I must confess I get a little emotional on those annual occasions in Canada and the United States when men and women who have made the ultimate sacrifice in service to their country are honored. I have had relatives on both sides of the border fight and die in battle over several generations. I lost a cousin who was the same age as me in the Vietnam war.
It has been said that war is the ultimate testimony to a failure of diplomacy and political leadership. Whether that is true, it is a time that never fails to produce remarkable heroes who renew the ideal of duty and sacrifice. They serve today in Iraq and Afghanistan, while their families share their burden at home. It is work that pays too little and often demands a cost that cannot begin to be measured, except perhaps in the tears of loved ones.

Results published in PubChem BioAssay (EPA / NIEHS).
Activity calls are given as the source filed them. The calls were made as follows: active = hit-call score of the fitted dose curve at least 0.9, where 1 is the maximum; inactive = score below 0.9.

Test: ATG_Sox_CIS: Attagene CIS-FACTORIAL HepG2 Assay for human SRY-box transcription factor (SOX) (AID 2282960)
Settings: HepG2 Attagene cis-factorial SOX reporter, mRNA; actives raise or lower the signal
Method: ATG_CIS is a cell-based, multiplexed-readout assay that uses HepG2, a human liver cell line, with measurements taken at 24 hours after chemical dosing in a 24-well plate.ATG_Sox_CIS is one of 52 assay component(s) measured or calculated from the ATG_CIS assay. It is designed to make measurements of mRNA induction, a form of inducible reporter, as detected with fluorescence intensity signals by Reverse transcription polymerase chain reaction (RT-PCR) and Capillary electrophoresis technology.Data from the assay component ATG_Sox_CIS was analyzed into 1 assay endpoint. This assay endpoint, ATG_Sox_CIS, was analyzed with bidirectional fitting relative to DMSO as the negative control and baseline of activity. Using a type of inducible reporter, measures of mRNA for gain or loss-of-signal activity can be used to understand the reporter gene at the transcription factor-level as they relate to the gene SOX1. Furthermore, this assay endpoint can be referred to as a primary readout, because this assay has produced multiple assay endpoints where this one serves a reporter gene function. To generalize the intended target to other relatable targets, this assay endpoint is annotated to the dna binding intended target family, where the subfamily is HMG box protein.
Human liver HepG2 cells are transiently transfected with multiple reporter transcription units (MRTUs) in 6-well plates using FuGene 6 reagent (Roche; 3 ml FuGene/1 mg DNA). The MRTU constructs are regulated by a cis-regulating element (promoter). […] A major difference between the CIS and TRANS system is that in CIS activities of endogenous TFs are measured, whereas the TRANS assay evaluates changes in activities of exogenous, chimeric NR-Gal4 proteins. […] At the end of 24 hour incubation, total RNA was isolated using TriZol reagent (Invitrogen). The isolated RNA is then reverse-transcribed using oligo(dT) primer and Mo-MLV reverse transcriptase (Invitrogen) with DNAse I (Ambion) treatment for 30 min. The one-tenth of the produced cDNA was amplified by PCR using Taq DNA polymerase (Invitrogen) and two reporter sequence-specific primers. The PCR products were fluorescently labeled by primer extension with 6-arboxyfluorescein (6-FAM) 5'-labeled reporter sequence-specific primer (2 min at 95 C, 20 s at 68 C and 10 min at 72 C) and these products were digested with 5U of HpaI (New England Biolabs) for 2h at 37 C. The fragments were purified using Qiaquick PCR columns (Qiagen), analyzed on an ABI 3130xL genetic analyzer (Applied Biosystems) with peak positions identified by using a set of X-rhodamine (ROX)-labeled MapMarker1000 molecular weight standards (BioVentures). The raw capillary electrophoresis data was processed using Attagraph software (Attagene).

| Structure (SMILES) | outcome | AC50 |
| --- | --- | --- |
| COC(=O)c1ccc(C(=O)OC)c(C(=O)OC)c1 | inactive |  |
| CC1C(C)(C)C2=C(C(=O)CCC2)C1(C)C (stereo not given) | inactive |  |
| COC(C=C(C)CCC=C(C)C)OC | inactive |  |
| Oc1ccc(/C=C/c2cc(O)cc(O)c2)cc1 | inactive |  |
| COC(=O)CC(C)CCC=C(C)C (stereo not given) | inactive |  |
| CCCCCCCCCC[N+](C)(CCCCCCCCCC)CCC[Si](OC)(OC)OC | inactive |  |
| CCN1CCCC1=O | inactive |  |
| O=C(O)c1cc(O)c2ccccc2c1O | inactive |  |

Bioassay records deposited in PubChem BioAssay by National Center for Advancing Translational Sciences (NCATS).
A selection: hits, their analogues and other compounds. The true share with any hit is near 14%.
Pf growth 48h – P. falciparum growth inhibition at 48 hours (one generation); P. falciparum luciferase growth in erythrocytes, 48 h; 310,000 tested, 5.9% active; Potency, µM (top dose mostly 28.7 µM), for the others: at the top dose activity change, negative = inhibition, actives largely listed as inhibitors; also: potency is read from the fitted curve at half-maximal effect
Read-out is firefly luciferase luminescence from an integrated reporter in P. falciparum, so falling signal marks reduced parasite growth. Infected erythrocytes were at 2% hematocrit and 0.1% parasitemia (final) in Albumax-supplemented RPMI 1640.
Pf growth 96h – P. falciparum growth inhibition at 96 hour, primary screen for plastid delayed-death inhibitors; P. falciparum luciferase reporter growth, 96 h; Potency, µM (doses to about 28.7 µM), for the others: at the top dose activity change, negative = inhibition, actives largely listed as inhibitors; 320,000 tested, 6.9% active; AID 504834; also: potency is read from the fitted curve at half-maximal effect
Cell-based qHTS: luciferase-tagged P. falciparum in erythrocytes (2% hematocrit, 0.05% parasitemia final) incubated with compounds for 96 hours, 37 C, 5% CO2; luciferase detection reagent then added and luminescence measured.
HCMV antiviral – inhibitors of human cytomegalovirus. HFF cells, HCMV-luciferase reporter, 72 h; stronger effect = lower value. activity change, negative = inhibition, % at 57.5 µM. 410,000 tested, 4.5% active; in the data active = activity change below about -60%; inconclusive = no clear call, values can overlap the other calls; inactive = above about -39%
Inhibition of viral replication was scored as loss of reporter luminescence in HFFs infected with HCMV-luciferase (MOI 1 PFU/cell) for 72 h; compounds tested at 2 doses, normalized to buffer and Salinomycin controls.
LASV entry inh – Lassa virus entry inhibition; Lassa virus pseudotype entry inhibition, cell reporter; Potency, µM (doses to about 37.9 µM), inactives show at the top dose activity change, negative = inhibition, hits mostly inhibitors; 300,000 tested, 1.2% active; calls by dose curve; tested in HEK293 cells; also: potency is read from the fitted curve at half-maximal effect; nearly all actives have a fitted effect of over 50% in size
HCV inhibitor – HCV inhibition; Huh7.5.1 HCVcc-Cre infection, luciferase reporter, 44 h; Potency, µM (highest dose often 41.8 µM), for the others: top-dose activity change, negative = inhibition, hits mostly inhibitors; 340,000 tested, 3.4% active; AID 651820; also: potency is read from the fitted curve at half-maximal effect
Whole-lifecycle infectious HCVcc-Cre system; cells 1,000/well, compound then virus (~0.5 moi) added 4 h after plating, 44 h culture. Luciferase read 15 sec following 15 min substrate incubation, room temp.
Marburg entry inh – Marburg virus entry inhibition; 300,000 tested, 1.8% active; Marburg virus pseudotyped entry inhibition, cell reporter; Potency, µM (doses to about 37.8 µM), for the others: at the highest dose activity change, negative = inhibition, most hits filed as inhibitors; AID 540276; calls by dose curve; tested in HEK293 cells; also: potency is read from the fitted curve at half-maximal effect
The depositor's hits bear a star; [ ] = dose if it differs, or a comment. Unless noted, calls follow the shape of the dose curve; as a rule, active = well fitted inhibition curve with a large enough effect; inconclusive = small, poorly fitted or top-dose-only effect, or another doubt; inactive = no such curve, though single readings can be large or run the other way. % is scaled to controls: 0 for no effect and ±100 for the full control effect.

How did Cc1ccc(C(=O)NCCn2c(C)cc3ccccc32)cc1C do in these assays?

We hear a lot of talk in this 21st century Gilded era of record stock markets and wealth at the top about what great leaders CEOs are. We are told they are worth all the many millions they command and then some. It is not uncommon to see them paid a fortune even when they fail or to see them bail out with a golden parachute and leave shareholders in the lurch. Above all, is the idea that no CEO must be left behind.
Frankly, there are days when I believe a single company of men and women in the field of battle know more about leadership and sacrifice than all of the Fortune 500 CEOs combined. And to me, they are worth a hell of a lot more.